How to Talk About Sex
Intimacy Issues Can Be Awkward
Has it been awkward to talk about sex with couples? I know it was for us.
First, let me say that we aren’t shy. We don’t have a problem talking about sex with each other or talking about sex with other couples. We can be very open.
While we can be open, we’ve had this experience: We get to the topic of sex and we ask the couple about it. We’ve tried asking a very broad question like, “How’s your sex life?”
They get very quiet and they don’t know what to say. It’s awkward.
This experience happened to us a number of times. We started to offer specific topics to talk about. That seems to open up the conversation.
Some marriage mentors are uncomfortable talking about sex. Below are four topics that will help to ease the awkwardness.
Topic #1: Satisfaction With Sex
Are you satisfied with your sex life? Are you happy with your intimacy in marriage?
A majority of the distressed couples that we meet with say they aren’t satisfied. Let me correct that. A majority of the people that we meet with say they aren’t satisfied. Often, one person is satisfied and the other person is not.
This question can lead into deeper issues that cause someone to be dissatisfied.
I was nervous when we first started talking about this. I thought it would get into the actual physical aspects of sex. What if they talked about sex positions or something? I didn’t want to go there.
It is usually about something else: timing, frequency, kids, romance, communication, conflict management, etc.
When it is about something physical, I usually ask them about their ability to talk to each other about what they like or dislike. I can’t tell someone what feels good to them. That’s up for them to express that to their partner.
Topic #2: God Wants Married Couples to Have Mind-Blowing Sex
The world has a mixed view of sex. Our culture has done a great job of perverting sex. Pornography, TV, sexual abuse and sexual addiction has turned sex into something that it isn’t.
I’m not sure our churches are very effective at teaching healthy and Godly sexuality.
About 40% of the people we meet with have a difficult time seeing sex as something that is pure and holy. When you come into marriage with those beliefs, it can cause problems in the relationship.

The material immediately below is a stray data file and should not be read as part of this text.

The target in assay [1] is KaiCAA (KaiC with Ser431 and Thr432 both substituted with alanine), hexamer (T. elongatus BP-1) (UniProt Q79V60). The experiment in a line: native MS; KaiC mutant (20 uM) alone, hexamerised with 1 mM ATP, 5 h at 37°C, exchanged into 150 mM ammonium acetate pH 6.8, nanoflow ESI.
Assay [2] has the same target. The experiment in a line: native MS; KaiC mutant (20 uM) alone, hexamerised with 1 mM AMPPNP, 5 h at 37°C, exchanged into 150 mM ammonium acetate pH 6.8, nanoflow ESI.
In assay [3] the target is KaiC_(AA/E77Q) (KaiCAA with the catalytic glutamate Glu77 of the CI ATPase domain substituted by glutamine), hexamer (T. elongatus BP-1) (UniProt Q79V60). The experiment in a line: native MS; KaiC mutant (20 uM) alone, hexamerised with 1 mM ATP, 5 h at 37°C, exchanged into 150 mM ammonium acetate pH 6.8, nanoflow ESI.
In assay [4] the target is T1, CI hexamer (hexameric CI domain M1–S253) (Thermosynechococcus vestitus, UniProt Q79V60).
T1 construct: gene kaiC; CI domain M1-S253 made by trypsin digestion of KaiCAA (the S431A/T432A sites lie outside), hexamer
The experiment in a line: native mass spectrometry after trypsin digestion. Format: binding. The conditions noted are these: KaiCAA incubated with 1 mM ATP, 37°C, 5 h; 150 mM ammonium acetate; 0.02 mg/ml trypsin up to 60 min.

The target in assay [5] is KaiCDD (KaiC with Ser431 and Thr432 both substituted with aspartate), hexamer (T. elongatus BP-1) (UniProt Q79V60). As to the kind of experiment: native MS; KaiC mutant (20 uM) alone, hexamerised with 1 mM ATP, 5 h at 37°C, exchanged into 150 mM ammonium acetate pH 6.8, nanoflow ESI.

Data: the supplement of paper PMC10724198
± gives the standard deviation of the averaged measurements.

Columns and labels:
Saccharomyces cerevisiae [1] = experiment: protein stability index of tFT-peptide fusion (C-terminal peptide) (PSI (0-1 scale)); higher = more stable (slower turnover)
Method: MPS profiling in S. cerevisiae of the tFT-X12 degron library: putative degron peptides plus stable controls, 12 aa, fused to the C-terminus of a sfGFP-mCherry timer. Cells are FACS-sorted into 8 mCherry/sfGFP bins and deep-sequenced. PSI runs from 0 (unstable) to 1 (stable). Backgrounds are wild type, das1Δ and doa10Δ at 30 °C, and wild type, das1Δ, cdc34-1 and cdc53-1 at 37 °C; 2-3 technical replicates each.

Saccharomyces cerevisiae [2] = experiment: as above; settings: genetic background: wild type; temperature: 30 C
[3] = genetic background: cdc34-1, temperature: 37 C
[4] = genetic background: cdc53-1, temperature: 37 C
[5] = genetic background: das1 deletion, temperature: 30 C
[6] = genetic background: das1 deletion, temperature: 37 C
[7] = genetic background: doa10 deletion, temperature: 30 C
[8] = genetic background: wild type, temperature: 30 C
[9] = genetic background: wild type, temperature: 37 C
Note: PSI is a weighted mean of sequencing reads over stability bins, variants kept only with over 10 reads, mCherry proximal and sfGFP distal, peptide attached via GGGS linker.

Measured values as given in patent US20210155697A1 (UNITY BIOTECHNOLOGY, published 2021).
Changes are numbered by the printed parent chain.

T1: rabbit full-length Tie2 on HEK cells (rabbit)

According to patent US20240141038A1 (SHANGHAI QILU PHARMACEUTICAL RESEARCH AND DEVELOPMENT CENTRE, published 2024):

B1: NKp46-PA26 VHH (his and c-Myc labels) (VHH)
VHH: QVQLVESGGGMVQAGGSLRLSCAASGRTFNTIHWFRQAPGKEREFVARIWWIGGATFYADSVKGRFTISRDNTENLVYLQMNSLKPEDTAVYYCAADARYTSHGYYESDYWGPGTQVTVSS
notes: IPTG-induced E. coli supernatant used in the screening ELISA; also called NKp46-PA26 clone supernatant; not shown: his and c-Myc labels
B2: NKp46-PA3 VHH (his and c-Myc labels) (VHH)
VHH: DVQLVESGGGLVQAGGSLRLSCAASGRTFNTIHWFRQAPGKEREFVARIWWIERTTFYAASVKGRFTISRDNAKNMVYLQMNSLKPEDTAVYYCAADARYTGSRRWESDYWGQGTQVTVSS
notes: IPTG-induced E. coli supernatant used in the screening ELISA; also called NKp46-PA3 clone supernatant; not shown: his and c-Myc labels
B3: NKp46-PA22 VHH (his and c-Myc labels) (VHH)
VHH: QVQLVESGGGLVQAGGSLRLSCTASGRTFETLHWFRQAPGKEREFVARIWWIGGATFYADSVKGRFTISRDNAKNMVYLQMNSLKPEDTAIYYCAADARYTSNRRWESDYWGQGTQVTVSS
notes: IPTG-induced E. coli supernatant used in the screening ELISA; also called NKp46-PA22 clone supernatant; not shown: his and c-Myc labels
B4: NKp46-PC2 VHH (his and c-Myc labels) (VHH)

For example, if you believe that sex is dirty, sex will be difficult for you.
We talk about how each of them view sex. Is it something holy and pleasing to God? Are there other viewpoints that cause you to view sex as something else?
Topic #3: Talking About Sex
The majority of the people that we meet with don’t find it easy to talk to their spouse about sex.
There are some cultural issues with the topic of sex, but sexual intimacy is often about other things. Things like their general connectedness, communication or conflict management.
Some people, particularly in a distressed marriage, will bring up sex in the very first session. They identify this as an issue between them. We will ask them about what they want to achieve and set it as a relationship goal. Honestly though, they often need to work on general communication before they get to the physical part of their relationship.
Topic #4: Mismatched Desire
Issues with sex often are brought to light because one person wants sex and other one doesn’t.
The reasons why can be complex. Again, it can be about underlying beliefs, relationship connection or physical issues.
This mismatch can result in someone feeling pressured and someone else feeling rejected. When the couple doesn’t have good conflict management skills, this issue creates a pattern. That pattern can result in disconnection.
We talk about mismatched desire. We’ll ask about rejection or pressure. How do they resolve it when they don’t want to have sex?
I hope that these four topics will give greater confidence when you talk about sex and take away some of the awkwardness.
Sex can be complex and it’s tough to cover in a brief blog. We do cover these and more topics in our online material.
Tips for Marriage Mentors:
- Satisfaction with Physical Relationship – Ask if they are satisfied with their physical relationship. That question can lead to more questions about problem areas. (I tend not to ask this question in a group setting).
- Sex as Something Pure and Holy? This question can help to uncover misconceptions or beliefs that might be causing issues.
- Talking About Sex With Each Other – We will talk to them about their ability to speak to each other about sex. Even talking about how they can talk more to each other can be helpful.
- Mismatched Desire – We ask if mismatched desire creates conflict. Are you feeling pressured? Are you feeling rejected? What happens when you do?